So yes you should be charging your customers for your tools but not as a separate line item like you would charge for materials such as parts. The tool cost should be part of your hourly labor rate.

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18-05-2017, 12:34 PM
RE: Business Practices Question
Yeah, I don't know dick about business, but capitalize that shit popped into my head because I must have heard of it once. Got no clue if it applies or not. Not really even sure how it's useful. You can deduct the value of the asset from income over time instead of blowing your $1600 wad in one tax return? What if I want to deduct it all in one year? Can I do that? Probably not I would think. And if you itemize that deduction is it legal to charge the customer? Seems like you'd somehow have to deduct whatever you charged here from your tax writeoff. Anyway, like I said I don't know dick about business but at least I learned something new today. Thumbsup

#sigh
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18-05-2017, 12:37 PM
RE: Business Practices Question
(18-05-2017 11:58 AM)Popeyes Pappy Wrote:  Typically your tool expenses should be part of the overhead rate you tack onto your labor rate. The cost of your tools plus any cost of money should be prorated over the life of the tools and added to your labor rate as a percentage of your labor rate.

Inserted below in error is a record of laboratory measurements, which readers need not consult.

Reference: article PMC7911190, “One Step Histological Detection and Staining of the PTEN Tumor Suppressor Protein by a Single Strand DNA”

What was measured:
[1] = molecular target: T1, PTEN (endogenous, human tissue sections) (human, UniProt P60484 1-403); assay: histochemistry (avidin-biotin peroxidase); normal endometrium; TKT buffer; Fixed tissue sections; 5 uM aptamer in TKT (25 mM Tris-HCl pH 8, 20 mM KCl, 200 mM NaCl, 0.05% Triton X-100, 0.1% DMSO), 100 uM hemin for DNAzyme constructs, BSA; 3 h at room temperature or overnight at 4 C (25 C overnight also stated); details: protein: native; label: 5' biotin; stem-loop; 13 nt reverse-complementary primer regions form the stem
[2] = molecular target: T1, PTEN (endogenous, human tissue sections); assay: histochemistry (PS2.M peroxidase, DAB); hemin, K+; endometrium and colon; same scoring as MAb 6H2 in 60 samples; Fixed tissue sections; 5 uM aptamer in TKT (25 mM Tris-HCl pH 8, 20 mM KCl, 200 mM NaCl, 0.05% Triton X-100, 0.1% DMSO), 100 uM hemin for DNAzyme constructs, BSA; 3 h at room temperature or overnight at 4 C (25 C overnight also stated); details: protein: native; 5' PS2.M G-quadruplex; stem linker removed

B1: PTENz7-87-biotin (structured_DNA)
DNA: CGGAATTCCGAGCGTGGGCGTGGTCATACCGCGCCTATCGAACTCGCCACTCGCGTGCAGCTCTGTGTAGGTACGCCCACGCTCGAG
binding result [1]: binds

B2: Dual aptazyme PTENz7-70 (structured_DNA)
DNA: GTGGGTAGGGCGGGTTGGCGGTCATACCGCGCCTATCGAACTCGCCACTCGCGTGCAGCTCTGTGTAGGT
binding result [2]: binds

See, now I know the sailorman was talking about capitalizing it. Big Grin Is it more typical to pass off the amortized costs of equipment to the customers or to take them as tax deductions? I'm assuming you're not allowed to do both, are you?

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18-05-2017, 01:02 PM
RE: Business Practices Question
You could do both, but most companies set a minimum value for assets to be capitalized. For us that's a $1000. Someone else might use $500 or $10,000. The capitalization is a tax write off that helps over the long term, but the bottom line is you have to get paid for your expenses. Otherwise or you aren't in business very long.

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18-05-2017, 02:09 PM
RE: Business Practices Question
Just want to add here that you can only deduct the expense of the equipment once. If it is something you are going to use up in a year you can take it all at once. If you list it as an asset that you use for several years you capitalize it and deduct the depreciation over time.